Over the past several weeks I have made quite a few snide remarks about my frustrating experience with the Division of Motor Vehicles. I have alluded to rude and incompetent employees, bureaucratic paper shuffling, and even used my experience to illustrate what we might expect once Obamacare is fully implemented. First a bit of background.
My Mom died in June of 2012. By the time Dad’s county tags for his van had to renew in October of this year, Hanover County refused to issue new tags since my Mother had passed away in the interim and her name was on the title. So, in order to get new tags issued, I had to remove Mom’s name from said title. This would involve contacting the DMV for instructions as to how to proceed. Thus began my three week odyssey within the bowels of the dehumanizing, soul-crushing world of government bureaucracy.
Anyone who has visited the DMV knows the drill. You walk in and are greeted with a sign that says that before you can join the throngs of people sitting in plastic chairs waiting for service, you must first stand in the information line. This is a line that snakes across the back of the sterile, strange smelling room where you wait to tell a bored Asian woman why you are at the DMV in the first place, to which she says, “I not sure this will work,” then gives you a piece of paper with a number…C123. Discouraging, but at least I’m now in a plastic chair.
The man next to me has mud-caked boots and smells of bourbon at 9:30 in the morning, all the while mumbling “mo***r fu**ng government.” I decide to stand. After 15 minutes, a woman’s voice announces over the cracking PA system, “now serving number C123 at station 11,” in that halting, robotic, creepy simulated human voice sort of way. I find station 11 and am greeted by an extremely pale woman, who without once looking up from her computer screen says, “What do you need?”
I proceed to share my tale of woe. I explain my two previous visits, I detail the difficulty I’ve had with all of the incorrect instructions I have been given by her colleagues that has caused me considerable angst. I lay out all of the completed paperwork in front of her, hoping to impress her with my due diligence. There’s Mom’s death certificate, a copy of my Power of Attorney, a Title transfer and change authorization form and all of the pertinent vehicle data. The pale one looks at the forms, then without explanation disappears behind the opaque glass wall behind her. This has happened on both of my previous visits. This is the place where DMV apparatchiks go to get away from me and plot their strategy for my destruction. Whenever they return from this cone of silence, it is never good news. Bad, even sinister things always seem to happen behind the opaque glass wall. She spends a full seven minutes back there before emerging, her face a mass of complete nonchalance. She says nothing to me. Instead she begins frantically typing away on her keyboard. Finally, after another four wordless minutes she grunts, “you be paying for one year or two?” Forty minutes after entering the DMV for the third time in as many weeks, I leave clutching my Dad’s county tags proudly in my hand. I immediately went home and took a shower.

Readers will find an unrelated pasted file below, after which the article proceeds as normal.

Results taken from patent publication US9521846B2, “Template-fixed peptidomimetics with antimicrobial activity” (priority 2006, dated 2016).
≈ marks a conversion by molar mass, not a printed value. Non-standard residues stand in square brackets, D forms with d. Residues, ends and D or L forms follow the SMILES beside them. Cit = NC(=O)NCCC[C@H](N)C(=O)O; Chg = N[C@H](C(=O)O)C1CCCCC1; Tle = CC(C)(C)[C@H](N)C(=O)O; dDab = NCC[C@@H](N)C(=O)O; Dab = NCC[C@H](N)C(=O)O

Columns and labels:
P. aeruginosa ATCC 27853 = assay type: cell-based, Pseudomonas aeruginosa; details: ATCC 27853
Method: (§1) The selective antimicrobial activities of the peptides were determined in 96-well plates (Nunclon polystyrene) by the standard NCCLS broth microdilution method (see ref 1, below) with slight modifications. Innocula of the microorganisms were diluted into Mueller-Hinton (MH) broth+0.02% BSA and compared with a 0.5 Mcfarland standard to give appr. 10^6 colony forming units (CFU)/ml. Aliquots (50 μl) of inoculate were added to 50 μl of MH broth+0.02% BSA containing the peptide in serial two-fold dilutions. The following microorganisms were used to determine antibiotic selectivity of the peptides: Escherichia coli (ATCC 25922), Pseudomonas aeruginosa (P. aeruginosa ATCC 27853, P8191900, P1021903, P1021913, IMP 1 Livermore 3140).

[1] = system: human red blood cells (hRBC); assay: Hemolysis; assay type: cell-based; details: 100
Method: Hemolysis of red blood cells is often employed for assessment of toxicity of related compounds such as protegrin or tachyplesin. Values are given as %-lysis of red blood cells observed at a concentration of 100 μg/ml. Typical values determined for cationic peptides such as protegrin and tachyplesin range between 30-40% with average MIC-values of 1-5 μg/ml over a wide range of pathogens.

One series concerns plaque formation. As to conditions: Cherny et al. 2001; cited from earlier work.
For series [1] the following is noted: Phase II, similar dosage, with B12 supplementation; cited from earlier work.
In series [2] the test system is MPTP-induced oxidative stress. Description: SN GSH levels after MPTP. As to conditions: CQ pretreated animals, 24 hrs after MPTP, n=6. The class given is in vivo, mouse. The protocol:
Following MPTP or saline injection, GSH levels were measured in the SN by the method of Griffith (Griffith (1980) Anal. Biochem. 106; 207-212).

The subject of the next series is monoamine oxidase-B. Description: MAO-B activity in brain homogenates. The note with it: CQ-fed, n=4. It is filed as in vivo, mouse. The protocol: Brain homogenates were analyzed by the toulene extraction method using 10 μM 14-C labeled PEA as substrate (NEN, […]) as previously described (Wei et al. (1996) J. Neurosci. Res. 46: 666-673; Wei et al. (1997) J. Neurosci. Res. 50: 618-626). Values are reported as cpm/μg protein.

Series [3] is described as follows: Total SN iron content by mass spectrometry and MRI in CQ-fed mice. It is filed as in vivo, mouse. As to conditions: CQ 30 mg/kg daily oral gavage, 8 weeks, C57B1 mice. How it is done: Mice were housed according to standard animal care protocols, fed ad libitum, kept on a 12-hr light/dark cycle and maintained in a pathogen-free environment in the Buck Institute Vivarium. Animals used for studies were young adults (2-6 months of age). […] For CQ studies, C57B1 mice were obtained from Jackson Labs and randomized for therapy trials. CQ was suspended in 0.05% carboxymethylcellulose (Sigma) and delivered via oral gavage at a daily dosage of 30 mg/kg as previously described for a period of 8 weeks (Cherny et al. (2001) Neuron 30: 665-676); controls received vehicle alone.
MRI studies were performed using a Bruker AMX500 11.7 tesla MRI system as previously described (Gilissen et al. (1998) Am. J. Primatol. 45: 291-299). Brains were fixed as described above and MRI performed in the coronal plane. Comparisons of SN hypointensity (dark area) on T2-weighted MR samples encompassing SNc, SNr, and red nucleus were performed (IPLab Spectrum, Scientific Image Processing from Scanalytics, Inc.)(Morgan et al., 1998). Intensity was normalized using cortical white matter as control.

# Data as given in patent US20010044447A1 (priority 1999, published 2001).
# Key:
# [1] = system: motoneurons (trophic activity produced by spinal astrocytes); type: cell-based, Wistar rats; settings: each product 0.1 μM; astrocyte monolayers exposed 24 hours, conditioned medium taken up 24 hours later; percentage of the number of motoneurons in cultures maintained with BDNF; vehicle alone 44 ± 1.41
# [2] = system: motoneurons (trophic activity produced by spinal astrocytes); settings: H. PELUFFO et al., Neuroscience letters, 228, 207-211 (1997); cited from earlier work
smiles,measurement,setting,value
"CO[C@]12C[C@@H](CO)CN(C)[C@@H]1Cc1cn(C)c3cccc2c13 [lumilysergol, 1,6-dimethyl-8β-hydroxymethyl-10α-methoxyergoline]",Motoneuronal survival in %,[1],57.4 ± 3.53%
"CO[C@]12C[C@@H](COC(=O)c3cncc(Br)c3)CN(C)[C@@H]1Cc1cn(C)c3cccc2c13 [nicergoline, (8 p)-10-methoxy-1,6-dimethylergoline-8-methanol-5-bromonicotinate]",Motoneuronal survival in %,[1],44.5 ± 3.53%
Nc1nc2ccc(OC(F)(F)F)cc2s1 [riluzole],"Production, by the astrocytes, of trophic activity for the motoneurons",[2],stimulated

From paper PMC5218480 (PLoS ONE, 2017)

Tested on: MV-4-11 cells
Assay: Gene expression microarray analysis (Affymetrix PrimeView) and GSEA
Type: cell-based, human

The day before my triumph, my Dad got the following letter from the DMV.
The professional government employee who typed this letter has the most coveted possession in all of America. She has a guaranteed government job from which she can never be fired. She has very generous benefits, plenty of perks and never has to compete for anything. And this poor woman can’t even spell the street name of her employer’s address correctly. …To have you wifes name refomved has become an instant classic in my house.
Yeah, I’m sure the fears about government run health care are all overblown. What could possibly go wrong?